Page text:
Farming & Fisheries

Massey Ferguson 35 had big boots to fill

July 21st, 2022 10:05 PM

By Southern Star Team

The three major advances of the MF 35 were the gearbox, clutch and PTO as well as the differential.

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WE recently took a look at the Ferguson 20 or ‘The little grey Fergie’ as it is still affectionately known as today.

This was one of the key tractors that brought mechanisation to many farms around the country, the advantages of which were quickly realised. Having been in production for almost 10 years, a successor was required for the ‘20’ and these were big boots to fill.

Manufactured in the Banner Lane assembly plant in Coventry, the FE-35 was launched in 1956, and sported grey and gold paintwork with the ‘Ferguson’ badge on the top of the nose grill. This was changed to the familiar red and grey livery the following year with the addition of the famous triple triangle logo on the nose grill as Massey Harris and Harry Ferguson firms were branded as one global entity.

The MF 35 was marketed as ‘standard’ or ‘deluxe’ models, the latter benefiting from a cushioned seat, dual stage clutch and dash mounted tractormeter. Initially fitted with an underwhelming 4-cylinder diesel engine, this was duly swapped for the outstanding yet frugal, 3 cylinder Perkins A3.152.

Amongst others, three major advances of the MF 35 were the gearbox, clutch and PTO as well as the differential. The tractor was now equipped with a 6F/2R gearbox, split over high and low ratios providing a greater range of speeds for working tasks. The larger lefthand lever selects gears 1-3 as well as reverse, while the shorter righthand lever selects high, low as well as a neutral ‘start’ safety gear.  The gear pattern is cast into the gearbox housing which is a useful touch.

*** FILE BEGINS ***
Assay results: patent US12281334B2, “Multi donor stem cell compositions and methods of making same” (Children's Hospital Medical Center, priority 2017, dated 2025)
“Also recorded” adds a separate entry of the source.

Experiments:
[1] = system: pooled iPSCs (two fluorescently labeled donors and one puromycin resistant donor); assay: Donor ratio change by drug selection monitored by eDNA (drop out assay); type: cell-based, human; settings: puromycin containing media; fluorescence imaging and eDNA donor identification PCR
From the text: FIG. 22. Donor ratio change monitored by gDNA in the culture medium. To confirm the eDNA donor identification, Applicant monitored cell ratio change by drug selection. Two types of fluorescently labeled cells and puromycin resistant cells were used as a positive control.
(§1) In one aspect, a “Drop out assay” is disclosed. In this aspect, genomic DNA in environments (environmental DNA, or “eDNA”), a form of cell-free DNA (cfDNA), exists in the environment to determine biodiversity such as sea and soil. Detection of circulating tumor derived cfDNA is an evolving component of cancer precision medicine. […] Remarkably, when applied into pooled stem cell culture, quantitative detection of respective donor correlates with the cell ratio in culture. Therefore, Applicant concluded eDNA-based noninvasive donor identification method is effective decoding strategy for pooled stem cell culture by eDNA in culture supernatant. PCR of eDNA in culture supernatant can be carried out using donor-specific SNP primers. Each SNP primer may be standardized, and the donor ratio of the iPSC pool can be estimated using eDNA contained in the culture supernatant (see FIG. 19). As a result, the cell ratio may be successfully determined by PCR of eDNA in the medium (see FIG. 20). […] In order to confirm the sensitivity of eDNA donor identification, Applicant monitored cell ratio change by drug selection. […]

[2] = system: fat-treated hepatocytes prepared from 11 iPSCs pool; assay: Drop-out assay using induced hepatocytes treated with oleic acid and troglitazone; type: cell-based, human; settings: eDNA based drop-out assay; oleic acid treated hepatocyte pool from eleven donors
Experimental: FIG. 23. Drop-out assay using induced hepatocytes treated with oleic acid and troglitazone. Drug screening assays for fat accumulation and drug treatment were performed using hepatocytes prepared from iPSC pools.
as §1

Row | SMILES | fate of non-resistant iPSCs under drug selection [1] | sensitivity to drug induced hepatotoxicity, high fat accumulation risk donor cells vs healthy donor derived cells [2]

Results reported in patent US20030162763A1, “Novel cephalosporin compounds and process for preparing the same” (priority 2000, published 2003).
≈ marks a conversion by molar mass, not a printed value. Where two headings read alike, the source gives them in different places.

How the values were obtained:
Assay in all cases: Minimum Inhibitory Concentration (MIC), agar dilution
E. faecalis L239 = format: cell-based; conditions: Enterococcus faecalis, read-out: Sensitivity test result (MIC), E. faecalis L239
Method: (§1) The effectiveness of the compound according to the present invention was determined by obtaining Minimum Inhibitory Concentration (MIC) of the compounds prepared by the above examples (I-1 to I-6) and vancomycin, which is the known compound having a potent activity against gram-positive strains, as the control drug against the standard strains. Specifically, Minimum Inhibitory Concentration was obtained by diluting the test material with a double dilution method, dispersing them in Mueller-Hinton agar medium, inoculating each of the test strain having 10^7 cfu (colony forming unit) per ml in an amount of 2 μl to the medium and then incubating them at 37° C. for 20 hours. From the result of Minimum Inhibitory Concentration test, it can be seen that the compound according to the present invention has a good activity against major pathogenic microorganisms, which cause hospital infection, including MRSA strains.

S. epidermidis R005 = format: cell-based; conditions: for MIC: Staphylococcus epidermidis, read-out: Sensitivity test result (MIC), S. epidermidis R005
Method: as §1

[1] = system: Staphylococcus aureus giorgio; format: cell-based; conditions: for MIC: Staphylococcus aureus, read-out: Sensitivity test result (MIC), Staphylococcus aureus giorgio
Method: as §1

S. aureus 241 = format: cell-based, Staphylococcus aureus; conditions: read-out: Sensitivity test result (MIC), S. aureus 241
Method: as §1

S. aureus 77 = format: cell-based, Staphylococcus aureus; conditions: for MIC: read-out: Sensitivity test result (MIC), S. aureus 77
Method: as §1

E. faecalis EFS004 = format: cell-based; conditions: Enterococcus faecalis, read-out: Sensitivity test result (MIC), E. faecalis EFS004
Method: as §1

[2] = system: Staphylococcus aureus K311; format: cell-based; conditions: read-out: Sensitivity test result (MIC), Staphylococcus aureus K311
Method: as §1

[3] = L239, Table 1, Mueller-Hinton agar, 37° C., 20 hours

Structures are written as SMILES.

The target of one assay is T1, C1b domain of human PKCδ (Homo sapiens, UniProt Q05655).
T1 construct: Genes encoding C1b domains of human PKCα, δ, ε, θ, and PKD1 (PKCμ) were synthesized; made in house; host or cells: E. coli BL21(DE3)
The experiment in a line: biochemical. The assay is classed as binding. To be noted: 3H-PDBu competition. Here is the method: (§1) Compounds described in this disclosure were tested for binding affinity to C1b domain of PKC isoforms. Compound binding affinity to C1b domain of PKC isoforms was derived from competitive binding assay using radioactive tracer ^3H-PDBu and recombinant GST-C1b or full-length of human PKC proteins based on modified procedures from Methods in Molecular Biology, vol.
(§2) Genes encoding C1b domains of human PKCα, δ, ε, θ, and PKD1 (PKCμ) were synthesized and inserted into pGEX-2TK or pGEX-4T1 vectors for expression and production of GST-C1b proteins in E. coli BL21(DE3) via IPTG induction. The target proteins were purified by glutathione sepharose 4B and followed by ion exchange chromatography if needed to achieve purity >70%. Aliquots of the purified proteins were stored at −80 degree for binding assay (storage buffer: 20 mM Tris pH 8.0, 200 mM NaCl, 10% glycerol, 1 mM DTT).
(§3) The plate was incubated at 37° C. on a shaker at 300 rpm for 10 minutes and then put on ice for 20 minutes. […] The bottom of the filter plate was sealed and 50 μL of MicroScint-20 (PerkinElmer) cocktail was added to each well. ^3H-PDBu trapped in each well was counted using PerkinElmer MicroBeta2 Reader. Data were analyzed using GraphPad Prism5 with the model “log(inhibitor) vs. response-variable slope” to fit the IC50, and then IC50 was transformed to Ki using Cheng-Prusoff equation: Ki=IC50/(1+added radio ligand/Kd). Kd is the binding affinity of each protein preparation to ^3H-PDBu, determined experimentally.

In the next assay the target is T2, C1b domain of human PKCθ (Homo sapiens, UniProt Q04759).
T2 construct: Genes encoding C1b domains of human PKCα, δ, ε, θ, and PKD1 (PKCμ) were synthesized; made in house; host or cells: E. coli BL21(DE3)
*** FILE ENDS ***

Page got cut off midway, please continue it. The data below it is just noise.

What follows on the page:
On De-Luxe models, a dual clutch disengaged the transmission drive when pressed ‘most’ of the way to the floor, while still maintaining drive to the PTO or hydraulics. When fully pressed drive to both the gearbox and PTO was terminated, all of which was a great advance. Twin lever draft control was introduced-governing both working depth and height of an implement. Furthermore, the addition of a differential lock provided the tractor with increased traction when the going got tough.

The MF 35 was joined by the more refined 35X in late 1962- the ‘X’ adopted from the Perkins A3.152X engine and packed an additional 5 horsepower. Such was the popularity of the MF 35, that almost 390,000 of these tractors were produced during its eight-year production run.

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